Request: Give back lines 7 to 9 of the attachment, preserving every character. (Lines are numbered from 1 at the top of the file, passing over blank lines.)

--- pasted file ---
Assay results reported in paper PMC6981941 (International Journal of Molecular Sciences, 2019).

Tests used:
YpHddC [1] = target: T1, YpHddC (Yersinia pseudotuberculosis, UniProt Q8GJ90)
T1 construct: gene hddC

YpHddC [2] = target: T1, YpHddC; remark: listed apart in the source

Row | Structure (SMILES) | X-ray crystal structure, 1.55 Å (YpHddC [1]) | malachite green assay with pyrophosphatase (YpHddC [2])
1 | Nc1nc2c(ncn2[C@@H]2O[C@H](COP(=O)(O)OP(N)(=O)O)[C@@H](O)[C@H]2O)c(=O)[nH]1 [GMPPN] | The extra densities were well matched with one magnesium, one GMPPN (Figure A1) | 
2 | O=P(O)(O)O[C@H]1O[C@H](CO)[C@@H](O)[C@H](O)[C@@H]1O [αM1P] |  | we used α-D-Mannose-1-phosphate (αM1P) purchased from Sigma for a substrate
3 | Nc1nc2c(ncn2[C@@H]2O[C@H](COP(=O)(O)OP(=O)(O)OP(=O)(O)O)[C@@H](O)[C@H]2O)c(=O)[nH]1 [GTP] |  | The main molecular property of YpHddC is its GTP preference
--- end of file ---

1 | Nc1nc2c(ncn2[C@@H]2O[C@H](COP(=O)(O)OP(N)(=O)O)[C@@H](O)[C@H]2O)c(=O)[nH]1 [GMPPN] | The extra densities were well matched with one magnesium, one GMPPN (Figure A1) | 
2 | O=P(O)(O)O[C@H]1O[C@H](CO)[C@@H](O)[C@H](O)[C@@H]1O [αM1P] |  | we used α-D-Mannose-1-phosphate (αM1P) purchased from Sigma for a substrate
3 | Nc1nc2c(ncn2[C@@H]2O[C@H](COP(=O)(O)OP(=O)(O)OP(=O)(O)O)[C@@H](O)[C@H]2O)c(=O)[nH]1 [GTP] |  | The main molecular property of YpHddC is its GTP preference